Gustav Hemming, a member of the Swedish Centre Party, is a commissioner for the environment, archipelago and regional planning on the Stockholm County Council. From his room in the County Council building located on Hantverkargatan, a stone’s throw from Stockholm City Hall, he has a finger in many pies involving the future of the Stockholm region – from mass transit and new residential areas to sustainability issues and, of course, Stockholm Arlanda Airport. For Gustav Hemming, air travel is a major concern.
Gustav Hemming likes to compare Stockholm to a bumble bee. It flies even though it shouldn’t, while Stockholm is in actuality too small to be as good as it is.
“We’re the fastest growing metropolitan region in Europe. At some point between 2030 and 2040, we’ll have three million inhabitants – almost as many as Berlin. And if we include Uppsala and the Mälaren Valley in the region, that figure will be reached even faster. Stockholm will soon be not a small city but a mid-sized city. However, that’s based on us having international access, in which case Arlanda’s importance can’t be overestimated. A dynamic airport is essential for development.
“The Stockholm region has a strong business sector, with many head offices, innovative industries, a thriving research environment and an increasingly international population. If we want to have a global society and be an international and attractive city, we can’t ignore the importance of air travel. At the same time, it’s a challenge. Climate change is a vital issue, and we can’t close our eyes to the environmental impact of air travel. If any region in Europe needs air travel, it’s Stockholm, so it’s a matter of having air travel that is as environmentally efficient as possible. But the basic approach cannot be hostility to air travel. The basic approach must be that the environmental problems associated with air travel have to be solved with technological advances and planning, not by restricting an extremely important service to Sweden and the region. What happens if we destroy the essential conditions needed for social and economic sustainability? It is instead a matter of finding synergies,” says Gustav Hemming.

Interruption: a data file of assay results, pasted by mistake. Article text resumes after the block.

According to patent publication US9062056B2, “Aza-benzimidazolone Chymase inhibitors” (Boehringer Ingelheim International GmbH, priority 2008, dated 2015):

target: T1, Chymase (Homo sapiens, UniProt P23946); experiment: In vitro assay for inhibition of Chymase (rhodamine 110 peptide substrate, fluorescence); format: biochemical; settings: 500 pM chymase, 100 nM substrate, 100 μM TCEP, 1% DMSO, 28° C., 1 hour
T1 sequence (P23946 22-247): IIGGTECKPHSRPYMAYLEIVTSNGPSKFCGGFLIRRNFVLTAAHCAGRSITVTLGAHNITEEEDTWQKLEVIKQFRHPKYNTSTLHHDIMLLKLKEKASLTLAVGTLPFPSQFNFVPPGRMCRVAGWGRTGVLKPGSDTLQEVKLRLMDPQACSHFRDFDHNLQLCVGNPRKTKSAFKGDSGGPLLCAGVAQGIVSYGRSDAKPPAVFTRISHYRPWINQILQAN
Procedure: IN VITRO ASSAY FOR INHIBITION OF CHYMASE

“The contribution that we at the Stockholm City Council can make to the development of Arlanda is to work in concrete terms with access and make sure that there’s good, environmentally-efficient mass transit. There’s low-hanging fruit here, from an environmental perspective. We can defend the need and requirements for good air links, and we can think carefully in our regional planning so that we’re not a factor that restricts Arlanda’s growth potential. We also need to have crystal-clear laws so that individual stakeholders cannot subsequently submit their views on what are essential operations to Sweden.”
“It’s important to clarify the Swedish State’s role in access. That means financial return requirements should not be such that our most vital airport doesn’t have the funds to invest in development, which enables it to compete with Copenhagen and Helsinki Airports. The expansion now under way is positive, but Arlanda should be seen as a national resource, whose profits come not from airport charges but from growing tax revenue from growing and successful companies. The State should also have to give government agencies an even more explicit task to work for increased access. Perhaps we can set up partnerships that provide increased support for direct flights to Asia, for instance.”
“In order for us to strengthen the infrastructure around Arlanda, public sector actors have a responsibility. Regarding the expansion of underground railway lines, we’ve signed agreements with local authorities in which some of the revenue from constructing housing can be linked to co-financing for the underground system and other infrastructure investments. In the same way, revenue generated from the development of residential and office properties in the vicinity of Arlanda could fund other efforts to promote access.